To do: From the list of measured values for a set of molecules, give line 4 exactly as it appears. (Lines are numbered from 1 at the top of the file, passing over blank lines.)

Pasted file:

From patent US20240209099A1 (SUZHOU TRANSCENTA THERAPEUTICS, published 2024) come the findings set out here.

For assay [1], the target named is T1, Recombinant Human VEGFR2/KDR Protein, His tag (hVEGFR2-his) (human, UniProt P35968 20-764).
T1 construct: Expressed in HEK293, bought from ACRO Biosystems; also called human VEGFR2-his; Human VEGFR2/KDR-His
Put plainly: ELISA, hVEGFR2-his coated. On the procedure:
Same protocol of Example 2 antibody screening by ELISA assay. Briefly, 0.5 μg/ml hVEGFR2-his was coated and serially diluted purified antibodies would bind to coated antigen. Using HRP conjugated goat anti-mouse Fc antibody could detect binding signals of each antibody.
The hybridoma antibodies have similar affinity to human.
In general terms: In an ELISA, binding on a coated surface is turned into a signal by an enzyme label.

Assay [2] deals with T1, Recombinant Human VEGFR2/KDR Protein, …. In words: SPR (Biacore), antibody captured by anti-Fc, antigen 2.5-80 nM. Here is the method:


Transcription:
Put plainly: ELISA, hVEGFR2-his coated. On the procedure: